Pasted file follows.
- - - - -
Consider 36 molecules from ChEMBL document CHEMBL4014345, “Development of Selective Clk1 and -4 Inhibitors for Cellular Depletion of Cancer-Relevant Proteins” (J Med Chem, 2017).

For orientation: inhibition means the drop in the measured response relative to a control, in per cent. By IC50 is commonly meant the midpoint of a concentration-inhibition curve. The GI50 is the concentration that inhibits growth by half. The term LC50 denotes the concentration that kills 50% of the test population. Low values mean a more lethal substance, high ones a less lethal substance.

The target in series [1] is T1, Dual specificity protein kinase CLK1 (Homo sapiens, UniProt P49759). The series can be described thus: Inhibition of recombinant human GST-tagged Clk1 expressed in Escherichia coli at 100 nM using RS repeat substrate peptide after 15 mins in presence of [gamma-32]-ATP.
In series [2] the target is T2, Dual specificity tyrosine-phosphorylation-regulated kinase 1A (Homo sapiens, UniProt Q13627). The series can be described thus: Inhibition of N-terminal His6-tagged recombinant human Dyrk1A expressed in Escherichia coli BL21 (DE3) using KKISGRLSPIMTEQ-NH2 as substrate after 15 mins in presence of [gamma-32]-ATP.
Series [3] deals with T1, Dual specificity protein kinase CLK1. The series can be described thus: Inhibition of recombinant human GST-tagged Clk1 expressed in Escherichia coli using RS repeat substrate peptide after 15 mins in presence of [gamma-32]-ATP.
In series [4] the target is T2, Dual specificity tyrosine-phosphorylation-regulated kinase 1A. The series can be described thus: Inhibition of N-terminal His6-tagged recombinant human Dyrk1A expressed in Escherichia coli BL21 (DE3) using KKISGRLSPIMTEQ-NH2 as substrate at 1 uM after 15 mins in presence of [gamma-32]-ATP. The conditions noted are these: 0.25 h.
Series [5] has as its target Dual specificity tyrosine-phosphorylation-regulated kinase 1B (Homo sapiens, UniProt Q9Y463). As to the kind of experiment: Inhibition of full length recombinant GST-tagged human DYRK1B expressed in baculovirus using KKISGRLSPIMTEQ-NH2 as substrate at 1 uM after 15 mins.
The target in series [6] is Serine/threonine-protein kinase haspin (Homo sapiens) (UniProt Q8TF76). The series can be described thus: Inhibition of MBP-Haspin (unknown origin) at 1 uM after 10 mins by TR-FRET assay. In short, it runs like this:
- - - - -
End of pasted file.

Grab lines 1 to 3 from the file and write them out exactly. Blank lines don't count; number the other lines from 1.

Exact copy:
Consider 36 molecules from ChEMBL document CHEMBL4014345, “Development of Selective Clk1 and -4 Inhibitors for Cellular Depletion of Cancer-Relevant Proteins” (J Med Chem, 2017).

For orientation: inhibition means the drop in the measured response relative to a control, in per cent. By IC50 is commonly meant the midpoint of a concentration-inhibition curve. The GI50 is the concentration that inhibits growth by half. The term LC50 denotes the concentration that kills 50% of the test population. Low values mean a more lethal substance, high ones a less lethal substance.

The target in series [1] is T1, Dual specificity protein kinase CLK1 (Homo sapiens, UniProt P49759). The series can be described thus: Inhibition of recombinant human GST-tagged Clk1 expressed in Escherichia coli at 100 nM using RS repeat substrate peptide after 15 mins in presence of [gamma-32]-ATP.